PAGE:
“Autonomy is something fundamental that your child needs. (Francoise Dolto said that by age six, a child should be able to do everything at home that concerns him.)”
Pamela Druckerman, Bringing Up Bébé: One American Mother Discovers the Wisdom of French Parenting
“But in real life, the ideal Parisian woman is calm, discreet, a bit remote, and extremely decisive.”
Pamela Druckerman, Bringing Up Bébé: One American Mother Discovers the Wisdom of French Parenting
“French parents are very concerned about their kids. They know about pedophiles, allergies, and choking hazards. They take reasonable precautions. But they aren't panicked about their children's well-being. This calmer outlook makes them better at both establishing boundaries and giving their kids some autonomy.”
Pamela Druckerman, Bringing Up Bébé: One American Mother Discovers the Wisdom of French Parenting
“In the United States, a four-year-old American kid isn’t obliged to greet me when he walks into my house. He gets to skulk in under the umbrella of his parents’ greeting. And in an American context, that’s supposed to be fine with me. I don’t need the child’s acknowledgment because I don’t quite count him as a full person; he’s in a separate kids’ realm. I might hear all about how gifted he is, but he never actually speaks to me. When I’m at a family luncheon back in the United States, I’m struck that the cousins and stepcousins at the table, who range in age from five to fourteen, don’t say anything at all to me unless I pry it out of them. Some can only muster one-word responses to my questions. Even the teenagers aren’t used to expressing themselves with confidence to a grown-up they don’t know well. Part of what the French obsession with bonjour reveals is that, in France, kids don’t get to have this shadowy presence. The child greets, therefore he is. Just as any adult who walks into my house has to acknowledge me, any child who walks in must acknowledge me, too. “Greeting is essentially recognizing someone as a person,” says Benoît, the professor. “People feel injured if they’re not greeted by children that way.”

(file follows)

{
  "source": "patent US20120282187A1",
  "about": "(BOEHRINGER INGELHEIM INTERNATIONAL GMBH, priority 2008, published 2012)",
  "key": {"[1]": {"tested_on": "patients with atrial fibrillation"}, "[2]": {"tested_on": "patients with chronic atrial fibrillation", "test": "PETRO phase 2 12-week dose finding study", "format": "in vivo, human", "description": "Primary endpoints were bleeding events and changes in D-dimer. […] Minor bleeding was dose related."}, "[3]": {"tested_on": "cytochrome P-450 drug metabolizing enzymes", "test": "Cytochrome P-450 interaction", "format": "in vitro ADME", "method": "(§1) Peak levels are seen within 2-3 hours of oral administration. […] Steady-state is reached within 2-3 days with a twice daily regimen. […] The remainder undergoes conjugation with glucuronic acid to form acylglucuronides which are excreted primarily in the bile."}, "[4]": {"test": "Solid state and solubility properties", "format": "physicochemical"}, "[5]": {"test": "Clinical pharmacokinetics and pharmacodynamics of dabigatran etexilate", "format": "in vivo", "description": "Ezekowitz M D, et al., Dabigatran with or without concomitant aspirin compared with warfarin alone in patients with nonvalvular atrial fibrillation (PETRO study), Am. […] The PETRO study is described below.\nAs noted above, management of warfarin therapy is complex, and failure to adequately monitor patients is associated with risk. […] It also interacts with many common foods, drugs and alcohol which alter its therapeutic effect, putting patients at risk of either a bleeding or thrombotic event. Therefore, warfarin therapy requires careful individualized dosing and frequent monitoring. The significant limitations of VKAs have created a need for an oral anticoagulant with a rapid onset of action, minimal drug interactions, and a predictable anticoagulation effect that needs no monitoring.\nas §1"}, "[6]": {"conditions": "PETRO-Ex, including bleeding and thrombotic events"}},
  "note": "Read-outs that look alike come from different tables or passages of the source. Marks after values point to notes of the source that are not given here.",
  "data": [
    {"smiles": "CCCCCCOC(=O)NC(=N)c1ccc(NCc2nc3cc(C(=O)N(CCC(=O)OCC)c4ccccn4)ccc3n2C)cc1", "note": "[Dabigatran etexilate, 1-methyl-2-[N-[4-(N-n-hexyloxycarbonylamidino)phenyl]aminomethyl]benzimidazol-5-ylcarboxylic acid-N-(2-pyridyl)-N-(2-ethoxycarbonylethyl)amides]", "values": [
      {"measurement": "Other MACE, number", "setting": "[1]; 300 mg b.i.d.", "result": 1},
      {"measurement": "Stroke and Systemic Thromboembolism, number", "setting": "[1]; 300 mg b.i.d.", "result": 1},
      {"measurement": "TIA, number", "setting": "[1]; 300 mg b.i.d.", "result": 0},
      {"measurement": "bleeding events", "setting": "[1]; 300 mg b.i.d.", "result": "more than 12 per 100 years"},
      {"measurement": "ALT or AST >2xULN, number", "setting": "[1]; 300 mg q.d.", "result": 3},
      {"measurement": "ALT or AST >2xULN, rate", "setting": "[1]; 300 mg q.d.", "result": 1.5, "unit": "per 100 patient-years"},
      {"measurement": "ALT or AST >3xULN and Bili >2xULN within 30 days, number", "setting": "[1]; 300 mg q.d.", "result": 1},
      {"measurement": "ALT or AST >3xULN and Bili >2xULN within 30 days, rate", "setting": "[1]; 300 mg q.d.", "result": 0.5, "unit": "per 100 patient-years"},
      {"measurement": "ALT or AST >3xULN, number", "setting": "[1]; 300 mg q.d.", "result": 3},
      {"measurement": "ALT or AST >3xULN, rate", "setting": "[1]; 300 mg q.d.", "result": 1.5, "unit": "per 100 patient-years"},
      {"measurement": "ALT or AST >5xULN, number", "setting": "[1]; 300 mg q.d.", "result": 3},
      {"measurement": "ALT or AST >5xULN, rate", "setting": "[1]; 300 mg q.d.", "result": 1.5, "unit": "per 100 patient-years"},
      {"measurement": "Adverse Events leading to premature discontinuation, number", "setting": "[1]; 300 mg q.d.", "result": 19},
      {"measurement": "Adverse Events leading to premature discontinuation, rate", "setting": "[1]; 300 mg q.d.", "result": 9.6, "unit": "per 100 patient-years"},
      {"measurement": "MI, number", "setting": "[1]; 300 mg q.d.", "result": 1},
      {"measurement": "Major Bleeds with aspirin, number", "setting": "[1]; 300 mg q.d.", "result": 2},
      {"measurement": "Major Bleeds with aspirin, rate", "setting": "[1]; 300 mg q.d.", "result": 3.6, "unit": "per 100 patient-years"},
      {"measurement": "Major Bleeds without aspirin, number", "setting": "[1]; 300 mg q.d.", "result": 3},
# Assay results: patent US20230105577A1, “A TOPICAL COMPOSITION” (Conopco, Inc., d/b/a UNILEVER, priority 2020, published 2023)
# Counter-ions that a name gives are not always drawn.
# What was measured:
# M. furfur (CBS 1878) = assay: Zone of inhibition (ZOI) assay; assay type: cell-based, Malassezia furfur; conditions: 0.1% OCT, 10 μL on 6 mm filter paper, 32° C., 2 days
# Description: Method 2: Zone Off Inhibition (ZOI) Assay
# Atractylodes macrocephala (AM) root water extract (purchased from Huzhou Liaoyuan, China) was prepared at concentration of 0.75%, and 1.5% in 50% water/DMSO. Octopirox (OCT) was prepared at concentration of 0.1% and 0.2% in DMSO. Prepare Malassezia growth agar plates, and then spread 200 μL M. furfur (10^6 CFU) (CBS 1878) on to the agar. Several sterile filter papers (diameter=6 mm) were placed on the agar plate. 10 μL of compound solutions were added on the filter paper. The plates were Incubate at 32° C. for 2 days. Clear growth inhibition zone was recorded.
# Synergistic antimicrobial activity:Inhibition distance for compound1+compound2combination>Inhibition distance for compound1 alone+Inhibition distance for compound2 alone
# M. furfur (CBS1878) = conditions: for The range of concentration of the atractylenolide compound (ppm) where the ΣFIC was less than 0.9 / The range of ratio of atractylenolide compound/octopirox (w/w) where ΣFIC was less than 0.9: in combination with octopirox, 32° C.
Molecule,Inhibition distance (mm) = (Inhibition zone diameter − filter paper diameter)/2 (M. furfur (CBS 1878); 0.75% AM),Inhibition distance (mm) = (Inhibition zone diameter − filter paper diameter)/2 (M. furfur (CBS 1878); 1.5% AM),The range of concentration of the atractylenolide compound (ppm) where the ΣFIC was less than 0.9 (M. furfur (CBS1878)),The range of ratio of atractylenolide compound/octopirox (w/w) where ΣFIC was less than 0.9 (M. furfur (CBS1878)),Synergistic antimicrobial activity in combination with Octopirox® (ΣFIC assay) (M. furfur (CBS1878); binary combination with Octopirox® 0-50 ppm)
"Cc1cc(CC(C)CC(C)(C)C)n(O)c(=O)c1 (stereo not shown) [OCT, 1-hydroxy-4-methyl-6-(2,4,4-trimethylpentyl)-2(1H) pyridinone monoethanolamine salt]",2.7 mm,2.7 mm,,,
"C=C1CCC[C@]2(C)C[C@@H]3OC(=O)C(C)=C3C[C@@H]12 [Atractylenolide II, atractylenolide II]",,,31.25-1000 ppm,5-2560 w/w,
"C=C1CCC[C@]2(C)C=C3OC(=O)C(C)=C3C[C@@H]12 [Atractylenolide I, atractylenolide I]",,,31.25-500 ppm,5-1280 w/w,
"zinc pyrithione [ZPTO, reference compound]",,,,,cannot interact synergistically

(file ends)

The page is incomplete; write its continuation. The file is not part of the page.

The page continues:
Pamela Druckerman, Bringing Up Bébé: One American Mother Discovers the Wisdom of French Parenting
“When I tell her about the expression "MILF" ("Mom I'd like to Fuck"), she thinks it's hilarious. There's no French-language equivalent. In France, there's no a priori reason why a woman wouldn't be sexy just because she happens to have children. It's not uncommon to hear a Frenchman say that being a mother gives a woman an appealing air of plentitude (happiness and fulness of spirit).”
Pamela Druckerman, Bringing Up Bébé: One American Mother Discovers the Wisdom of French Parenting
“[French] Parents see it as their job to bring the child around to appreciating this [food]. They believe that just as they must teach a child how to sleep, how to wait, and how to say bonjour, they must teach her how to eat.”